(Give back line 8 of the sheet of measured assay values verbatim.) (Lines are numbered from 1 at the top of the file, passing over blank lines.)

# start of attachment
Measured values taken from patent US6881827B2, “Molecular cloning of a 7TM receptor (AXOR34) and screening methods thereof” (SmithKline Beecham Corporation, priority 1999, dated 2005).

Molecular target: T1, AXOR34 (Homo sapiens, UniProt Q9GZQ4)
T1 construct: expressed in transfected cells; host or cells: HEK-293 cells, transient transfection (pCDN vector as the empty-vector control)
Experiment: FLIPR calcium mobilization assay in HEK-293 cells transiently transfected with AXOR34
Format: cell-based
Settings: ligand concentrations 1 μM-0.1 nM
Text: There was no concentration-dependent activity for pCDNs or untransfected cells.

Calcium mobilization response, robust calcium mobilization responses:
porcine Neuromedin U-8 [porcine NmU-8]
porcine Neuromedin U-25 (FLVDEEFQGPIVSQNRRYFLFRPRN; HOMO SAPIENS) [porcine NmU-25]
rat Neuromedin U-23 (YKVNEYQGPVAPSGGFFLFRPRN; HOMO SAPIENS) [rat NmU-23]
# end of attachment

Calcium mobilization response, robust calcium mobilization responses: